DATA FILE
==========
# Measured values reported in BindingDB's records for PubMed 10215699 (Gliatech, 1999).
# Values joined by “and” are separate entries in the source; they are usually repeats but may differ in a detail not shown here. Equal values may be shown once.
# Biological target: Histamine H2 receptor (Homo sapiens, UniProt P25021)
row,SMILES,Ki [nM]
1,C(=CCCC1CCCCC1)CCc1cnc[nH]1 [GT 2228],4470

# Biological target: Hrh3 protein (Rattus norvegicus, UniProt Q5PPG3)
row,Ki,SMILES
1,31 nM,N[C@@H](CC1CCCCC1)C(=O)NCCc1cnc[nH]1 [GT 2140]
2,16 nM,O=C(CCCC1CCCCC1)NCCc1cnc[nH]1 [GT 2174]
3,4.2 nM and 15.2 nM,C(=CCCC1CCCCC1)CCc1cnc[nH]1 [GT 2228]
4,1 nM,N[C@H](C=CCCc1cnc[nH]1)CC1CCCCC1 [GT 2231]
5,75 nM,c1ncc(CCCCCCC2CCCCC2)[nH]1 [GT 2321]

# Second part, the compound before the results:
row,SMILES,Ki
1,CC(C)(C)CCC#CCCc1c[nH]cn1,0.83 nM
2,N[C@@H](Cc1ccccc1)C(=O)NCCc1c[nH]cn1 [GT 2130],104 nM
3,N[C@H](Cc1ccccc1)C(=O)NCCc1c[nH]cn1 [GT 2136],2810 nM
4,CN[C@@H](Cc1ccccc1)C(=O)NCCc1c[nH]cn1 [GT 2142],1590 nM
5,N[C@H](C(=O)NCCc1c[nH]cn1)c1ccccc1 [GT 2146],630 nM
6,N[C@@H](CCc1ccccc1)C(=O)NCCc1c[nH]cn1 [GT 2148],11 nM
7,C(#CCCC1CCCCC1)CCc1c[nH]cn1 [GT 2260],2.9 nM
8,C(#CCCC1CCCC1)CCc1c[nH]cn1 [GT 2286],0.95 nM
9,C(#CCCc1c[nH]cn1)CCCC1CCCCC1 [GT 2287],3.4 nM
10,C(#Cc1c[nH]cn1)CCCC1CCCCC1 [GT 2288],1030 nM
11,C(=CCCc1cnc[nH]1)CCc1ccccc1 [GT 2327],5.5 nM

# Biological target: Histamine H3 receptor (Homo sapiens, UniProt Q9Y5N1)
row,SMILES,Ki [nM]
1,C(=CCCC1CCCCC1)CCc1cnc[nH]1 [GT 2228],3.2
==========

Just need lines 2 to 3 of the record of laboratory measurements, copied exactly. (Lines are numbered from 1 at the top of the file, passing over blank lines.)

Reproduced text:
# Values joined by “and” are separate entries in the source; they are usually repeats but may differ in a detail not shown here. Equal values may be shown once.
# Biological target: Histamine H2 receptor (Homo sapiens, UniProt P25021)